Who killed God?
Cardinals and Christians should calm down about South Park, and learn to love its parables and earthy transience.
You bastards! You killed Kenny!….and Jesus.
That just about sums up the pitiful state of Britain 2001, according to Cardinal Cormac Murphy-O’Connor, leader of England and Wales’ five million Catholics. Murphy-O’Connor reckons Jesus has been done in twice – once on the cross by godless centurions and again on MTV by moral-less, South Park-watching morons.
But the cardinal didn’t have much to say about the constant death and resurrection (in every episode) of South Park’s white-trash kid Kenny – a missed opportunity if ever there was one, seeing as Kenny’s is the only resurrection we seem to believe in any more.
This is true – even though the devout, such as Brian Appleyard, try to lay Stalinism and Nazism at the atheist’s moral doorstep (1). For the record, no Nazis ever declared themselves to be rational humanists. And it wasn’t a humanist or atheist leader who organised a gala reception for Hitler’s fiftieth birthday or watched silently as the Jews of Rome were driven in open army trucks through St Peter’s Square on their way to deportation and death. No – it was Pope Pius XII who did that.
Appleyard also points to The Simpsons as an example of good, God-fearing Americans. True, Homer, Marge, Lisa, Bart and Maggie put on their Sunday best every week and trip along to church – but they seem to spend most of the time sleeping or ignoring the reverend. And when their evangelical neighbours the Flanders crack open the emergency baptism kit to rescue the Simpson kids, Homer desperately tries to save his babes from the dreaded waters of re-birth. Hardly traditional believers.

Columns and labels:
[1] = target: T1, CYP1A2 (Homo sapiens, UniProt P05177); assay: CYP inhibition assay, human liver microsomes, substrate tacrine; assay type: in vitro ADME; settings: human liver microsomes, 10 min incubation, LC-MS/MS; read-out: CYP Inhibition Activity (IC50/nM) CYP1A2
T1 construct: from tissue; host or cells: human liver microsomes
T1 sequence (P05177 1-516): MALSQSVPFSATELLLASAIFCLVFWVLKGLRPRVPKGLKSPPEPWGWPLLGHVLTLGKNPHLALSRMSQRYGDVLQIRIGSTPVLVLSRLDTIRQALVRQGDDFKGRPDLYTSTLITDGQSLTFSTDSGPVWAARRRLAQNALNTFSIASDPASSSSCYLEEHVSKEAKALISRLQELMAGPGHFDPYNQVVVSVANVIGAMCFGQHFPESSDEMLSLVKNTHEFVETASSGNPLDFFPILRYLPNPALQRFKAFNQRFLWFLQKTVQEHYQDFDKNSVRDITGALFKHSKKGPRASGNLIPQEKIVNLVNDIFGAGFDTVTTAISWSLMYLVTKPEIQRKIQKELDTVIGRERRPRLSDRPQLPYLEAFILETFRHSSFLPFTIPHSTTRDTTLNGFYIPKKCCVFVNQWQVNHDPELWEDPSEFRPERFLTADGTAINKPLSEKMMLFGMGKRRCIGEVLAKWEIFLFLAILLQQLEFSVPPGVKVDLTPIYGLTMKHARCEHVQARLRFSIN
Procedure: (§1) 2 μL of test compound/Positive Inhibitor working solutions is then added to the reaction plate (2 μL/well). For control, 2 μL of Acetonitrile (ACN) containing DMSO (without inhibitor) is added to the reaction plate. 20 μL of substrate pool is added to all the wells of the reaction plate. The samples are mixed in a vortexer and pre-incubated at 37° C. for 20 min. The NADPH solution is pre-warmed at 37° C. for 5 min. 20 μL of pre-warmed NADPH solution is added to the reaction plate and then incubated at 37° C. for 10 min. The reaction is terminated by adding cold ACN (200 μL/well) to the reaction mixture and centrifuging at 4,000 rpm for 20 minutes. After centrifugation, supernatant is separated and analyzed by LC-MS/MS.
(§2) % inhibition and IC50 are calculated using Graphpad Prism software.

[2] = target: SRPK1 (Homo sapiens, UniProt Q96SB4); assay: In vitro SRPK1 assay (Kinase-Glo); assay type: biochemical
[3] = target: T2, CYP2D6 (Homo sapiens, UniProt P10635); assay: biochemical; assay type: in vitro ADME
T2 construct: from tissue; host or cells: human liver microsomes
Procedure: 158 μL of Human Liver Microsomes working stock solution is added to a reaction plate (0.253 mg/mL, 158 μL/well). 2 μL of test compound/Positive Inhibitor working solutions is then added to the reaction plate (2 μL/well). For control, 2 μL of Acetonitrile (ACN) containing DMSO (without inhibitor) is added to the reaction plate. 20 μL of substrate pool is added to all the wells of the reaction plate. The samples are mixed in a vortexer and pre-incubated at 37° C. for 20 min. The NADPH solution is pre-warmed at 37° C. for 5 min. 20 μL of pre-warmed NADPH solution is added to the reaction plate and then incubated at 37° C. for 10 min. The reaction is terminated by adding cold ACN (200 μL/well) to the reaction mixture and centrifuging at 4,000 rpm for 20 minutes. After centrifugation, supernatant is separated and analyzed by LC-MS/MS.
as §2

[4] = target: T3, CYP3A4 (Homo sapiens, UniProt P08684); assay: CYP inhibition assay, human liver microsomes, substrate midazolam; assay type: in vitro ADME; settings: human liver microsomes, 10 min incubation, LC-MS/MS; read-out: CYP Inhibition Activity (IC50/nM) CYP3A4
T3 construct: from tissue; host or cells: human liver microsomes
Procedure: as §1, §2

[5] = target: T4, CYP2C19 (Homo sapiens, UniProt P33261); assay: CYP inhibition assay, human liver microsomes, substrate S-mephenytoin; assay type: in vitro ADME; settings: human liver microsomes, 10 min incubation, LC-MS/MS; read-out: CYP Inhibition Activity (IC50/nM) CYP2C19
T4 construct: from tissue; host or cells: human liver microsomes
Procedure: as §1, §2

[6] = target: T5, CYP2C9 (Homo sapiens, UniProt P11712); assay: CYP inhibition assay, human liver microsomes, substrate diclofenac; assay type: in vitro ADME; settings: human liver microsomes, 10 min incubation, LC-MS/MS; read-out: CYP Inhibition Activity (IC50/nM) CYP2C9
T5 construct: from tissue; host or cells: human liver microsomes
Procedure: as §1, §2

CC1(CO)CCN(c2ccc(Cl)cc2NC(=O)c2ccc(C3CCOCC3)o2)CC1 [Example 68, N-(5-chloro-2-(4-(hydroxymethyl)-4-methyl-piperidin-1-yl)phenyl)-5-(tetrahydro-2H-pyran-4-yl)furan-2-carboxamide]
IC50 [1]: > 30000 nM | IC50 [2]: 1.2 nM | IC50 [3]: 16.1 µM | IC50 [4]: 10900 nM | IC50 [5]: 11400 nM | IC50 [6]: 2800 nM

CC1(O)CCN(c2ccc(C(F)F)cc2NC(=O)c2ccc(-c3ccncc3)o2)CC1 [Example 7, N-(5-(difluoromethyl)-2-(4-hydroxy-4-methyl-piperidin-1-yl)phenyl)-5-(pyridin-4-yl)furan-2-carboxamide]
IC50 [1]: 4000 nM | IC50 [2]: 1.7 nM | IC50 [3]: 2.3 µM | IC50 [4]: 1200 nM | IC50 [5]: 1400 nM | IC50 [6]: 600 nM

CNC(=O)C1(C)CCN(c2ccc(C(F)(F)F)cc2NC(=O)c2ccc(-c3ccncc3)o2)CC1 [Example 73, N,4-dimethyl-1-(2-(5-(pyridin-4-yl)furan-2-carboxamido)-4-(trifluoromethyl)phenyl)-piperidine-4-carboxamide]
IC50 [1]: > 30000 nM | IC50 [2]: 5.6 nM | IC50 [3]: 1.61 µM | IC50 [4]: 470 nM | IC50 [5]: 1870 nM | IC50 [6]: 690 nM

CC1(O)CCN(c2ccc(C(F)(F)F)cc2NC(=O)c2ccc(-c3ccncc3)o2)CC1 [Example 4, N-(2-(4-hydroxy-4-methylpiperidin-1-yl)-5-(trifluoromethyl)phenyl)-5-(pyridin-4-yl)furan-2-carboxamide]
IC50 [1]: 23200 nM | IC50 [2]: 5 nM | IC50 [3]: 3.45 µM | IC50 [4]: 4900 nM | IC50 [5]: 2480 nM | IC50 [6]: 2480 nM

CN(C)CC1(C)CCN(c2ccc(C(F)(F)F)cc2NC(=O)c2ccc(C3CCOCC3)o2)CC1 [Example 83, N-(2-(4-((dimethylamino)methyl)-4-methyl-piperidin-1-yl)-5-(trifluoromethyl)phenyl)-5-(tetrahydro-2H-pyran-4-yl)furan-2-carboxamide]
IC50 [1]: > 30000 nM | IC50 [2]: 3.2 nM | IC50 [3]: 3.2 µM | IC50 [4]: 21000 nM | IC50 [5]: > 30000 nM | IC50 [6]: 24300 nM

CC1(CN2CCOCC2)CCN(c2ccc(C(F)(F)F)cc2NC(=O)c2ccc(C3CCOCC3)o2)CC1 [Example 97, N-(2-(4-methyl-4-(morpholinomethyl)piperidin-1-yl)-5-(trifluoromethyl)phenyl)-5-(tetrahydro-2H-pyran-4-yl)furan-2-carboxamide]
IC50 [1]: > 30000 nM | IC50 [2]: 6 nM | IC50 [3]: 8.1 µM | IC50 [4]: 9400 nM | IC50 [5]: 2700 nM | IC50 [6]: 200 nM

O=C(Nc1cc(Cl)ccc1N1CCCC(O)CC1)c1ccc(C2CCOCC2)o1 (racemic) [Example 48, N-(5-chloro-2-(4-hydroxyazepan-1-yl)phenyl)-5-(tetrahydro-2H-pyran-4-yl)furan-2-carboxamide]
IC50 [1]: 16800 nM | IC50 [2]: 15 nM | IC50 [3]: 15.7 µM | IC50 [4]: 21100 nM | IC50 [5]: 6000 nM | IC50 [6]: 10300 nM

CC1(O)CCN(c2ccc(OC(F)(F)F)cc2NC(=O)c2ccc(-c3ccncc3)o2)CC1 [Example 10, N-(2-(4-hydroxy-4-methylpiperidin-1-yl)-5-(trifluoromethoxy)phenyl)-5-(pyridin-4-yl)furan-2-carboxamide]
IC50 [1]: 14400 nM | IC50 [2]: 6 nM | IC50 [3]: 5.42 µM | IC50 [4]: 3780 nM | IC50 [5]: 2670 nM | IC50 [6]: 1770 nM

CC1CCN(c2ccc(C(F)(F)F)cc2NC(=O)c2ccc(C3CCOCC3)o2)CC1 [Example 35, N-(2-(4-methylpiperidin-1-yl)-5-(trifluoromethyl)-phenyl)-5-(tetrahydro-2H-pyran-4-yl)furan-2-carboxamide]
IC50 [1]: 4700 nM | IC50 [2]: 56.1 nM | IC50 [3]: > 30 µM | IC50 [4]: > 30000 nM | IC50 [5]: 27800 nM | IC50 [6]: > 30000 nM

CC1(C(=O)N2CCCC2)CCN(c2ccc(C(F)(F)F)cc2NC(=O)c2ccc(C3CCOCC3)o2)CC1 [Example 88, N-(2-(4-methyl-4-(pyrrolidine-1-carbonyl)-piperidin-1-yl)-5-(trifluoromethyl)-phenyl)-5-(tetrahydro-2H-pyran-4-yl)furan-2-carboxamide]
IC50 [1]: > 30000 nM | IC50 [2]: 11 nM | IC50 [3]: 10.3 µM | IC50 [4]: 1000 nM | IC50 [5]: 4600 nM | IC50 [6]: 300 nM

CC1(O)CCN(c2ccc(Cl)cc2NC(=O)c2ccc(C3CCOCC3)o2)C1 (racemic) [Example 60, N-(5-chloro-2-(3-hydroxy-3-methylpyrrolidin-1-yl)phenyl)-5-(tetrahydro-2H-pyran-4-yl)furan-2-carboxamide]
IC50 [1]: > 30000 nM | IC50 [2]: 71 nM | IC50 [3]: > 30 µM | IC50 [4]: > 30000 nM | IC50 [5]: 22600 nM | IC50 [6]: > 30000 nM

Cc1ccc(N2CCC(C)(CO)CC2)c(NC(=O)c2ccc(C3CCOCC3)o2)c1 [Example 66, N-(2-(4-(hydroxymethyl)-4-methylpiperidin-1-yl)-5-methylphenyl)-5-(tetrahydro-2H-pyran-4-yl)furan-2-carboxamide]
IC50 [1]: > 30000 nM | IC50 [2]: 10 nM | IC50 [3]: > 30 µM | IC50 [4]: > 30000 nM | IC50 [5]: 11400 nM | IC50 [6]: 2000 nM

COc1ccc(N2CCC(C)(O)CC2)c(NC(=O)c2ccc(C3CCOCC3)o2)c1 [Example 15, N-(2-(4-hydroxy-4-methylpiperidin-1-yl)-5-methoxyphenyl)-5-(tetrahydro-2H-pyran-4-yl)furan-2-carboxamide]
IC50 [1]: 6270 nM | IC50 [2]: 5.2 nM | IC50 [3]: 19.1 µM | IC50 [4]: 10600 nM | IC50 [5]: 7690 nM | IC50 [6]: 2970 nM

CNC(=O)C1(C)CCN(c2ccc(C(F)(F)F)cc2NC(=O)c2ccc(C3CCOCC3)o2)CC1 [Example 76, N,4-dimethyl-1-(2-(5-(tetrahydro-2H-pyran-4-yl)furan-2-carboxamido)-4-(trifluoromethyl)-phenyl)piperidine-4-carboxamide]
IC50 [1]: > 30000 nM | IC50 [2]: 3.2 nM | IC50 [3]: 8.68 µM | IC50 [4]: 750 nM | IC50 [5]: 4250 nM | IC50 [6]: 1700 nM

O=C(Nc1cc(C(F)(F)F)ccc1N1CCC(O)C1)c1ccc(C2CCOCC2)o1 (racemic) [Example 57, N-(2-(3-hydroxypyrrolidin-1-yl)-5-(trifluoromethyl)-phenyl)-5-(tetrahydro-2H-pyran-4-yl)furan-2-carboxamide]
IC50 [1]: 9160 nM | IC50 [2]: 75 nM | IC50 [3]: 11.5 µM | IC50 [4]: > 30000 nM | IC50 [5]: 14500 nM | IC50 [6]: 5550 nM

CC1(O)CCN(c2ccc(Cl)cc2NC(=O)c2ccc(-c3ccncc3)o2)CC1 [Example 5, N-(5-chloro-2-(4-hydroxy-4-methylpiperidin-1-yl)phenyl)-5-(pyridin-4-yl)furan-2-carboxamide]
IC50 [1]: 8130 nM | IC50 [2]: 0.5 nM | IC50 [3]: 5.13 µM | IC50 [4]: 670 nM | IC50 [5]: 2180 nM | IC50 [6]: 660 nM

Let me put you straight on the South Park ethos. South Park and the glorious life, death and resurrection of Kenny week in week out is what happens when godless humanity gets down and dirty with its own butt-naked truth – transience. But rather than fret about this transience and make up nonsense stories about afterlives and martyrdoms, hey, let’s laugh at it and live it.
Murphy-O’Connor getting hot under the collar about how we’re all missing out on ‘glimpses of transcendence’ has about as much meaning as South Park’s weirdo schoolteacher Mr Garrison going hammer‘n’tongs with his puppet Mr Hat about the metaphysics of the Vietcong: it is authority talking to itself in a pantomime of its own making. Meanwhile, the rest of us are getting on with the mucky mess of the ‘here and now’. Just like those foul-mouthed brats from South Park.
So the Cardinal and Appleyard should stop worrying and learn to love South Park. After all, it’s full of parables. As a humanist, my particular favourite is the apotheosis of Starvin’ Marvin and his family to the planet Marklar, where everybody is known as Marklar, and lives in equality, tolerance, with visions of new worlds of peace and prosperity…all of which escaped the clutches of the Christian missionaries and their TV channel, whose answer to the starving millions is to give them a) a Bible and b) more Bibles.
Yes, Brian Appleyard, isn’t it funny, as the humanist David Starkey points out and as you yourself note, that the faiths of the world are founded and flourish in conditions of scarcity? Marvin’s flight (literally) from faith is an old-fashioned tale of the triumph of rational science over Christian blundering. And let’s be honest, as soon as Africa gets its fair share of scientific progress and technology, who could blame it for packing up with all its natural resources and buggering off as far away as possible from a planet and people (economic and religious imperialists, I’m talking about you) who have ceaselessly exploited it and meddled in its affairs?
As humanity seems poised to embark on a crusade and jihad (depending on your religious point of view and the size of your coalition) at the beginning of the twenty-first century, it seems almost trite to point out that it wasn’t atheists flying those planes on 11 September. Trite – but true.
Shirley Dent is assistant editor of New Humanist magazine.
(1) New Statesman, 17 September 2001
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